Flashcards in Pathology of the stomach Deck (64)
List inflammatory disorders of the stomach
Rare causes of inflammation:
List some causes of acute gastritis
Irritant chemical injury
List causes of chronic gastritis
Which parts of the stomach is affected by autoimmune gastritis?
The fundus and the body (pangastritis)
What happens to the stomach in autoimmune gastritis?
There is atrophic gastritis and loss of parietal cells with achlorhydria (low or absent stomach acid production) and intrinsic factor deficiency.
There may be intestinal metaplasia.
What does the intrinsic factor deficiency cause?
A lack of vitamin B12 and pernicious anaemia
What antibodies are present in autoimmune gastritis?
Serum autoantibodies to gastric parietal cells and to intrinsic factor.
Those to parietal cells are common and nonspecific, whereas those to intrinsic factor are rare and more significant.
What is there an increased risk of in autoimmune gastritis?
Malignancy and SACDC (subacute combined degneration of spinal cord) due to B12 deficiency
What is a bacterial cause of chronic gastritis?
Helicobacter pylori - this is the most common cause of bacterial chronic gastritis
Where in the stomach does the H pylori inhabit?
In a niche between the epithelial cell surface and the mucous barrier
What does H pylori look like on gram stain?
Gram negative flagellate curvilinear rod
What is the response to H pylori in the stomach?
There is an early acute inflammatory response. If it is not cleared then a chronic active inflammation ensues.
Which inflammatory mediator is critical in the response to H pylori?
Where else other than the stomach is H pylori found?
In the duodenum in areas of gastric metaplasia.
Where is the prevalence of H pylori highest?
In developing countries (80-90%) and much lower in developed countries (20-50%)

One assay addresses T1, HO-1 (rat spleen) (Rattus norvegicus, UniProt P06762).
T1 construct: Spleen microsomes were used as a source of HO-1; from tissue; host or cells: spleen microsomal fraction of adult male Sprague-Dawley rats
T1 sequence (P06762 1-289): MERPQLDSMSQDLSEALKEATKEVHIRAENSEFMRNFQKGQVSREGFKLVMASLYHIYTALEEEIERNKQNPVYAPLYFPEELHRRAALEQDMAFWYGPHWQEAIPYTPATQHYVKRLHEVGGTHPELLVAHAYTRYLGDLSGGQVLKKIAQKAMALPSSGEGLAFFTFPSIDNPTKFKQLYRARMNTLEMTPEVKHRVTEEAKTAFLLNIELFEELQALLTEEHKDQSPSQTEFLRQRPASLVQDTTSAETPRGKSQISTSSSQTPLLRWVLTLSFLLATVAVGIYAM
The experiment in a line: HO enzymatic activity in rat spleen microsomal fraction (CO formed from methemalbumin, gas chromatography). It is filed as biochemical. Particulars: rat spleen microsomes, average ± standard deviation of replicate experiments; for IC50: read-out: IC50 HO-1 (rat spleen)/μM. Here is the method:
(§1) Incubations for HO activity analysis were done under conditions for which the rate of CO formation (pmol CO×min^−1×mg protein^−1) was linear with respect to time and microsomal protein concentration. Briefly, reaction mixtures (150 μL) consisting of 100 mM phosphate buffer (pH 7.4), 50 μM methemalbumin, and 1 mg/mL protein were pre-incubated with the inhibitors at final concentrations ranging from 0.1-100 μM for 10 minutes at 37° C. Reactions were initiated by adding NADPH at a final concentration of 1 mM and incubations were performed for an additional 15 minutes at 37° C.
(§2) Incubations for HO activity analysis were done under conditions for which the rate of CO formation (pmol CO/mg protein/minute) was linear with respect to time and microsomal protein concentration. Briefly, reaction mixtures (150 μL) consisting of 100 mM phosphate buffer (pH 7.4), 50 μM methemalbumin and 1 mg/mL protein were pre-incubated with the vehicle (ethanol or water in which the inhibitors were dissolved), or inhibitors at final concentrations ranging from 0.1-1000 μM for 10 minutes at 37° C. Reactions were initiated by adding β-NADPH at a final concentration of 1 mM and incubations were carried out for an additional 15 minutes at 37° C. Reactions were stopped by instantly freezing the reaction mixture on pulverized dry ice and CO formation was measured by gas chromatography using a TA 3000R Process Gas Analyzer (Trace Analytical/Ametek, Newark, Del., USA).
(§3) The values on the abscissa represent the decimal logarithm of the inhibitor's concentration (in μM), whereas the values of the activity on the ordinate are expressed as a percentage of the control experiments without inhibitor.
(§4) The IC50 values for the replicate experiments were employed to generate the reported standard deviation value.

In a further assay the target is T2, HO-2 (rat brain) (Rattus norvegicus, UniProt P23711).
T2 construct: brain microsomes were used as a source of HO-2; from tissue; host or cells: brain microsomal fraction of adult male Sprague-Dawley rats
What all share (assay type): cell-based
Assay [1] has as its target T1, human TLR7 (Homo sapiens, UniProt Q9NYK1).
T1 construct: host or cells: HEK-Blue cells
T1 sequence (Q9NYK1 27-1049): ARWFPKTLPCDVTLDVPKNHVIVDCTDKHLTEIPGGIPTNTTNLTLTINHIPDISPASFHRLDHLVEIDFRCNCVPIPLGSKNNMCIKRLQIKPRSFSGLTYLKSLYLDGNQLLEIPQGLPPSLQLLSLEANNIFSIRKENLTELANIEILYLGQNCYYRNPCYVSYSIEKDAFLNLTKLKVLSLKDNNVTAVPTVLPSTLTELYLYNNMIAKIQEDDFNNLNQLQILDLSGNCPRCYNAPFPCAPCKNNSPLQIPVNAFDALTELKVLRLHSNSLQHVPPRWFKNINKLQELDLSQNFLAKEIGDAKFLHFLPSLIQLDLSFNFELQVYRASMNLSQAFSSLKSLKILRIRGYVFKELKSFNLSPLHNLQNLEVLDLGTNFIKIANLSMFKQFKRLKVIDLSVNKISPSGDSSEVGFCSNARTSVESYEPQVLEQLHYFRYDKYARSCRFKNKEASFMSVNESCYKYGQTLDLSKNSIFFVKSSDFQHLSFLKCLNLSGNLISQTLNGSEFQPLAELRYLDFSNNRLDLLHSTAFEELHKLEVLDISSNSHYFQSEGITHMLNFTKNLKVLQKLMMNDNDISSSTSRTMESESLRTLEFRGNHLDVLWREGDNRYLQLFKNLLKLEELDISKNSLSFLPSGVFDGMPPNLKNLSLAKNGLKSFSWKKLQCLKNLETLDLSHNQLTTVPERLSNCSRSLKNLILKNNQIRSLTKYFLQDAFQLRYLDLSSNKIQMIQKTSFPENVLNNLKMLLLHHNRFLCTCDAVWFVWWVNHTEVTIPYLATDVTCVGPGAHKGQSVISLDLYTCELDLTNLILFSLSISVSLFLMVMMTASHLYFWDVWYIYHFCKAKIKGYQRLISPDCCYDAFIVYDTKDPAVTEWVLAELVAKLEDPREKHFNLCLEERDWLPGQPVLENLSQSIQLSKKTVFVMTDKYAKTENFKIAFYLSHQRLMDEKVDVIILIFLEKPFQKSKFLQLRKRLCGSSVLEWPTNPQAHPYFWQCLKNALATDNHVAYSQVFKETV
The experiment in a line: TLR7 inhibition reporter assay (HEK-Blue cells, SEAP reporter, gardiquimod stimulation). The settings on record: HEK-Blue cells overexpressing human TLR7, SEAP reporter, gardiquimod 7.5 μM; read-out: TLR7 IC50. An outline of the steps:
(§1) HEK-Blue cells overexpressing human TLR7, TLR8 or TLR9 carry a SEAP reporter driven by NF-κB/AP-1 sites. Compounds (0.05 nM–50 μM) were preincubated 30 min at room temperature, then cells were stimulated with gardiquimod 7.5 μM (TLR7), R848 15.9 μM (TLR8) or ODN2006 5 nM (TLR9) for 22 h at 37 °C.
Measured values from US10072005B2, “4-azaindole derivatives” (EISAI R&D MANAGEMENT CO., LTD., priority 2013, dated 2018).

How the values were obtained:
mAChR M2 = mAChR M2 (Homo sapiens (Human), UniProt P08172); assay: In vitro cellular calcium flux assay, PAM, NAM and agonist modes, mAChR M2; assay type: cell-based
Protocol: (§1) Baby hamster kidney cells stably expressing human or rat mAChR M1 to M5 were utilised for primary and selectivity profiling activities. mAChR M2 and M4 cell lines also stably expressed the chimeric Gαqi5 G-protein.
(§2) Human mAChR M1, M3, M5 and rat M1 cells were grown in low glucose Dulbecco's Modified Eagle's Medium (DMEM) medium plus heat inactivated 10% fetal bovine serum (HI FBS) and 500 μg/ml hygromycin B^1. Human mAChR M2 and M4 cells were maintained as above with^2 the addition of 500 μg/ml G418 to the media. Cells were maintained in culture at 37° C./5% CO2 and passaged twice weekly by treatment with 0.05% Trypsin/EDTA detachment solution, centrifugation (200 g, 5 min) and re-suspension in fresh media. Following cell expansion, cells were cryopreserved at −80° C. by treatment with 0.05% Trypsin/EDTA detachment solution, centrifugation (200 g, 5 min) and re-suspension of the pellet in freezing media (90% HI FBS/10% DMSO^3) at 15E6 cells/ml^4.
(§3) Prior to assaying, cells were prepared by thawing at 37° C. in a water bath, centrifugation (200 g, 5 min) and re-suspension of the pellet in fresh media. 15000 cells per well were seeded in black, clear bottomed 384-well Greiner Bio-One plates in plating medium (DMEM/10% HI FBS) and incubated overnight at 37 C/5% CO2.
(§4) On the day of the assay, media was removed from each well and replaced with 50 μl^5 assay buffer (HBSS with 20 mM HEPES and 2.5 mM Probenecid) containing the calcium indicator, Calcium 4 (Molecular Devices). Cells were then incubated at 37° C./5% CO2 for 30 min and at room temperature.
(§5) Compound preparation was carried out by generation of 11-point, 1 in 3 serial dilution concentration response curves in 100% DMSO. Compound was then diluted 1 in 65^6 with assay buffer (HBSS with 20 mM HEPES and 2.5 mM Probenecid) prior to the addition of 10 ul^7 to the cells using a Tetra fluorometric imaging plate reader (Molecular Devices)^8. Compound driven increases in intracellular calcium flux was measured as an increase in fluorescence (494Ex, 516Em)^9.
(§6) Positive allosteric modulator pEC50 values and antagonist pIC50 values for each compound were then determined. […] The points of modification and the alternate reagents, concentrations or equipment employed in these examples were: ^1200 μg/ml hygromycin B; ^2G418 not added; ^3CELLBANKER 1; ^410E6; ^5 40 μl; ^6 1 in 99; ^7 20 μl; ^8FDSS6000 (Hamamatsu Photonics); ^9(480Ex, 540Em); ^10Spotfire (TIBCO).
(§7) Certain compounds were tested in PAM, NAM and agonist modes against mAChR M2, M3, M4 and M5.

How and when is H pylori infection usually acquired?
In childhood, either by the faecal-oral route or oral-oral route.
What is the most likely explanation for why the incidence of H pylori increases with age?
Probably due to acquisition in childhood when hygiene was poorer - the cohort effect- rather than infection in adult life.
Which enzyme does H. pylori produce?
How does H pylori damage the epithelial cells in the stomach?
Through the release of enzymes and inducing apoptosis by binding to the class II MHC molecules. The production of urease enabled the conversion of urea to ammonium and chloride, which are directly cytotoxic.
What are the possible results of H pylori infection?
Antral gastritis (the usual effect)
Peptic ulcers (duodenal and gastric)
What are the effects of antral gastritis?
It is usually asymptomatic, but can sometimes cause dyspepsia.
Chronic antral gastritis causes hypergastrinaemia due to gastrin release from G cells.
The subsequent increase in acid output is usually asymptomatic, but can lead to duodenal ulceration.
What do lamina propria plasma cells produce in response to H pylori infection?
anti H.pylori antibodies
What does H. pylori increase the risk of?
Duodenal and gastric ulcers
What can cause chemical gastritis?
NSAIDs, corticosteroids, alcohol and bile reflux
What happens to the mucous and epithelial layers in chemical gastritis?
There is direct injury to the mucous layer by fat solvents.
There is marked epithelial regeneration, hyperplasia, congestion and a little inflammation.
There may be erosion or ulcers.
Describe the general pathology in acute gastritis.
Surface epithelial degeneration
Regenerative hyperplasia of pit-lining epithelium
Neutrophil polymorph response
Describe the general pathology in chronic gastritis
Lymphocyte and plasma cell response
Lamina propria fibrosis
What is peptic ulceration?
A breach in the gastrointestinal mucosa as a result of acid and pepsin attack
What are the major sites of peptic ulcers?
The first part of the duodenum
The junction of the antral and body muscosa in the stomach
The distal oesophagus